My Investment Takes: Combinostics – and the detection of neurodegenerative diseases

27 May 2022

My Investment Takes is a weekly dive into the startups I find the most innovative & interesting.

There are no treatments for dementia.

Every 3.2 seconds, someone in the world develops dementia, and Alzheimer's Disease International estimates that the number of active cases will likely be multiplied by 2.5x by 2050, to 139 million.

Dementia is an umbrella term, covering several brain diseases, including Alzheimer’s. Dementia is a progressive disease that starts with benign symptoms such as mild loss of memory, gradually escalating to a loss of ability to have normal conversations, and as time goes by it becomes impossible to carry out daily activities by oneself. Late-stage sufferers are often bedridden, and unable to walk or eat or swallow without constant help.

While there is no comprehensive solution to the illness, we need to focus on ways to mitigate its effects, which thankfully we have. Early diagnosis is one of these ways. Patients are able to use treatments more effectively, increasing the chances for the medication and alternative therapies to take effect, and to focus on what’s important to them.

Combinostics is one such solution.

Combinostics is a Finland-based start-up that developed an advanced diagnostic platform including a set of tools to offer a quantitative assessment of brain images. Their cloud-based platform enables doctors and healthcare workers to evaluate MRI scan results against a global anonymised database.

What is Important

Dementia is a growing issue

There are 55 million people living with dementia today, and nearly 10 million new cases every year, making it the 7th leading cause of death caused by diseases. Furthermore, given its debilitating effect and subsequent high levels of dependency, dementia is a huge strain on our loved ones, health care systems, or the patients themselves.

As I mentioned earlier, we have perfected health care in western countries, and tremendous improvements are being made in Africa and Asia: our lives are longer, more productive and healthier than they used to be.  

However, these longer lives do come at a cost. 60% of people with dementia live in low and middle-income countries, and that is set to increase to 71% by 2050. Alzheimer’s Disease International predicts that China, India, South-East Asian countries and Pacific countries (Australia, New Zealand, etc.) will see faster growth in the elderly population, and as a result are likely to see a growing number of cases as well. Indeed, age is known as being the strongest risk factor, even though there are some cases of early onsets (before 65 years old) that count for 9% of cases.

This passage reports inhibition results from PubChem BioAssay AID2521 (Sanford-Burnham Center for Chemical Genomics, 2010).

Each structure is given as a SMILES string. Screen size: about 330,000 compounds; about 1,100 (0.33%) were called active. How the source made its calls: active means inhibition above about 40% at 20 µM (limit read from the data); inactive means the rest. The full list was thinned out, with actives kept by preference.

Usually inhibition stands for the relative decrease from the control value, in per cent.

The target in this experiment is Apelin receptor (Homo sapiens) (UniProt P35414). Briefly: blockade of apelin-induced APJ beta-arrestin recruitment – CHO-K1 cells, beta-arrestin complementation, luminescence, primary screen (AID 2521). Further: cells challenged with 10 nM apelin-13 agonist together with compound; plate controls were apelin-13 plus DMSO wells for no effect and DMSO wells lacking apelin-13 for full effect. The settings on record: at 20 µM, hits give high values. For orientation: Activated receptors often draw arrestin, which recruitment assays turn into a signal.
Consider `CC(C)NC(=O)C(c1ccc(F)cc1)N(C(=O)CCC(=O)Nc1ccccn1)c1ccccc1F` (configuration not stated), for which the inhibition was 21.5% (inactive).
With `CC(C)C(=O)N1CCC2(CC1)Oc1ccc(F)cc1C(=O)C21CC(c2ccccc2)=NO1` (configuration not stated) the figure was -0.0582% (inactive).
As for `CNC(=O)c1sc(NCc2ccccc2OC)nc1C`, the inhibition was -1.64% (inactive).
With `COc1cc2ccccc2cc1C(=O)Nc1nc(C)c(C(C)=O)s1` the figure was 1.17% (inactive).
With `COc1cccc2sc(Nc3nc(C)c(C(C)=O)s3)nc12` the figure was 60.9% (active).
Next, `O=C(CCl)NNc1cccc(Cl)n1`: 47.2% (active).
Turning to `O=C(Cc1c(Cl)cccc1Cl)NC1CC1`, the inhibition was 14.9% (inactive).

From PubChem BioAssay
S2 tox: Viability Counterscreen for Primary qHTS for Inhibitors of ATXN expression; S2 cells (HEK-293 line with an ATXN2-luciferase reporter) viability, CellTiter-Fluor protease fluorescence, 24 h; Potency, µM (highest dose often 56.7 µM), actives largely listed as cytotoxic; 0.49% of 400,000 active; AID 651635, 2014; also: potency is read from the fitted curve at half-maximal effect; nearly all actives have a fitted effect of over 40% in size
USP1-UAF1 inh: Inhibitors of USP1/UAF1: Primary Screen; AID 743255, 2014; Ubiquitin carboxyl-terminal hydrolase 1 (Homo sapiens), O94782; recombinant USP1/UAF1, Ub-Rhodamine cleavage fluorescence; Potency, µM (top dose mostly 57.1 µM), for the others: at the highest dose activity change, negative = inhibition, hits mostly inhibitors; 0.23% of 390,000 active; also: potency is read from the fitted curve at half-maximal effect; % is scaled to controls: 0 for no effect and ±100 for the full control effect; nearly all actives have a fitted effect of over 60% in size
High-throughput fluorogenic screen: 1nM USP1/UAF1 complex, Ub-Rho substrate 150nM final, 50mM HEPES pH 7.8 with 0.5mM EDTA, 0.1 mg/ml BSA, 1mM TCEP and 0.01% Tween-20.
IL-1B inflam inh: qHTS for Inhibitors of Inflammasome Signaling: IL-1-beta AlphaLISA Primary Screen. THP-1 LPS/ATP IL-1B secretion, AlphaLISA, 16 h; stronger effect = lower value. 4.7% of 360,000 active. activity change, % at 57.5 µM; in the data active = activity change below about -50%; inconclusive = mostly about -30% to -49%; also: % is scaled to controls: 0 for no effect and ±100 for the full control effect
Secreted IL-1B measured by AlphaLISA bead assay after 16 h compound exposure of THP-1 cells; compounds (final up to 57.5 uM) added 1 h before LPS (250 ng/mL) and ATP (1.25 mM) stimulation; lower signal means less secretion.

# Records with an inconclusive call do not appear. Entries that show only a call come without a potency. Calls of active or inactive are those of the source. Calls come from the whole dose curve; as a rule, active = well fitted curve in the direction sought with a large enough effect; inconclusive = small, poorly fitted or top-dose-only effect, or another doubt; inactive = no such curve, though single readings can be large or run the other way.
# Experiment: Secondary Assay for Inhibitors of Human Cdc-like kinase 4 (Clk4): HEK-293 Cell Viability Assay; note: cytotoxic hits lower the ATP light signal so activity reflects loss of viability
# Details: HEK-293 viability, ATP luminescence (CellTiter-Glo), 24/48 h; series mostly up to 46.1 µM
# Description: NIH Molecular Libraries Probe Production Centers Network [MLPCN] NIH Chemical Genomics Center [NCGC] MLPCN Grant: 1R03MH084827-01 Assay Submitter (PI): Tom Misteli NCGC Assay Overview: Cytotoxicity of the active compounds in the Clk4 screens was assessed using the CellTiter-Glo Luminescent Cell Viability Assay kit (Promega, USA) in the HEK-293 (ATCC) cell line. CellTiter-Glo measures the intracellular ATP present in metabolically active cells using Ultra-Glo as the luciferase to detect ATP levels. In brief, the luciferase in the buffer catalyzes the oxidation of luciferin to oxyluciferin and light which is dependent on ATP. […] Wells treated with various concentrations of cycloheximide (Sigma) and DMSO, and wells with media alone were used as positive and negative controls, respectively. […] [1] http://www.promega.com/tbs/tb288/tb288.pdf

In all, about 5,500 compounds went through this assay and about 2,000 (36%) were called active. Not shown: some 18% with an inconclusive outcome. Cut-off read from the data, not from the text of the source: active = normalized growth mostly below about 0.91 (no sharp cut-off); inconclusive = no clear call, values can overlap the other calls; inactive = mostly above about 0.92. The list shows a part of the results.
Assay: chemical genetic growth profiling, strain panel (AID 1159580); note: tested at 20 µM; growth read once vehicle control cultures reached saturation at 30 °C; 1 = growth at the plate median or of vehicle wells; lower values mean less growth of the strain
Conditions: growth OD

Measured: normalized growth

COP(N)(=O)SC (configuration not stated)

What to do to mitigate it?

Mitigating dementia is extremely difficult.

As I mentioned earlier in the article, there are no treatments. Nonetheless, early detection is deemed to be the best way to mitigate some of the problems that arise with the diagnosis. Patients can go for clinical tries, get appropriate care, plan for the next months or years, and work on their mental and physical capabilities to stimulate them as much as possible. However, early detection is difficult to accomplish, as research shows that most people currently living with dementia have not yet received a formal diagnosis.

What we can all do, at all ages, is to continuously stimulate our mind and body. Regular physical activity, playing chess, talking with people and maintaining a social circle, sleep a good amount, and even playing video games. There is even an elderly e-sport team from Japan called the Matagi Snipers, aged 66 to 73, who took up video games as a way to stay mentally active!